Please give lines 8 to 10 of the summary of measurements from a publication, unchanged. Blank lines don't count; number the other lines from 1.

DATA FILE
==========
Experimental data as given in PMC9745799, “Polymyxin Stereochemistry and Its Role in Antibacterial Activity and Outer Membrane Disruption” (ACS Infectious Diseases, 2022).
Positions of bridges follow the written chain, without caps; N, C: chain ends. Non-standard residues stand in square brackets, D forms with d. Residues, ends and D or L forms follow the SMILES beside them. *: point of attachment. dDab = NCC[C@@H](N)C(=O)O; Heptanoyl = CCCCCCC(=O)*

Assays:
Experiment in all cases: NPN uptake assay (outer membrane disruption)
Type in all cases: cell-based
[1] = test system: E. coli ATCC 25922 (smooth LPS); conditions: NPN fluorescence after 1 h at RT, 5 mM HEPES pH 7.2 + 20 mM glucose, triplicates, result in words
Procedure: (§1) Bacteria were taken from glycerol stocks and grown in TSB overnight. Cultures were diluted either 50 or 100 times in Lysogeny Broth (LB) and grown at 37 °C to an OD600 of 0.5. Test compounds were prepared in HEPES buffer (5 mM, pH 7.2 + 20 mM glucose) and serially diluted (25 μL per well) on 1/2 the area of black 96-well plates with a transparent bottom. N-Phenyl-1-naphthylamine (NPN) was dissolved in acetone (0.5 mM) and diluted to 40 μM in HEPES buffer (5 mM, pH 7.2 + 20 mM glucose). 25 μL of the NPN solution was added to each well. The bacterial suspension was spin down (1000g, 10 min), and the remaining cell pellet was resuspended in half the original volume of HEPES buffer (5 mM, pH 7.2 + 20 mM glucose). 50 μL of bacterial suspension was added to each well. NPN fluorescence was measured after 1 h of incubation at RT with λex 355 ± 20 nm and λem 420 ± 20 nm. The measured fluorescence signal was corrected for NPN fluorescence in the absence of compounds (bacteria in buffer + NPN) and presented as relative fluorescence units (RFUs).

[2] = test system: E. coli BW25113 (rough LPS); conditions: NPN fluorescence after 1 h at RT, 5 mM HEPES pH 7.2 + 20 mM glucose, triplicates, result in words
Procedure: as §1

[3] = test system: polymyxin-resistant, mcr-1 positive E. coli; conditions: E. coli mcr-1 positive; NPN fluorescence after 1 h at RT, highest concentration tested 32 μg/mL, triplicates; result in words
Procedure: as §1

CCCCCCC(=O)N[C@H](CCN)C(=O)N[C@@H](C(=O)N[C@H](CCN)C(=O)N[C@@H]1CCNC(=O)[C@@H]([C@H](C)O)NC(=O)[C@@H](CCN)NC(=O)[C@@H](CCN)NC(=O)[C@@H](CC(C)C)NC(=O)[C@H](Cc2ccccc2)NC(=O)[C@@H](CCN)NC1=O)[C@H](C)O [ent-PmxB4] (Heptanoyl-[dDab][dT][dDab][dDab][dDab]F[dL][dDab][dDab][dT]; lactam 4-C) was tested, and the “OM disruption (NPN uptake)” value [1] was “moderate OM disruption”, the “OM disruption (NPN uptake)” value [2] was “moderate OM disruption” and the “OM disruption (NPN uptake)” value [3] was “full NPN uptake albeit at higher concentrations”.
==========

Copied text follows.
[2] = test system: E. coli BW25113 (rough LPS); conditions: NPN fluorescence after 1 h at RT, 5 mM HEPES pH 7.2 + 20 mM glucose, triplicates, result in words
Procedure: as §1

[3] = test system: polymyxin-resistant, mcr-1 positive E. coli; conditions: E. coli mcr-1 positive; NPN fluorescence after 1 h at RT, highest concentration tested 32 μg/mL, triplicates; result in words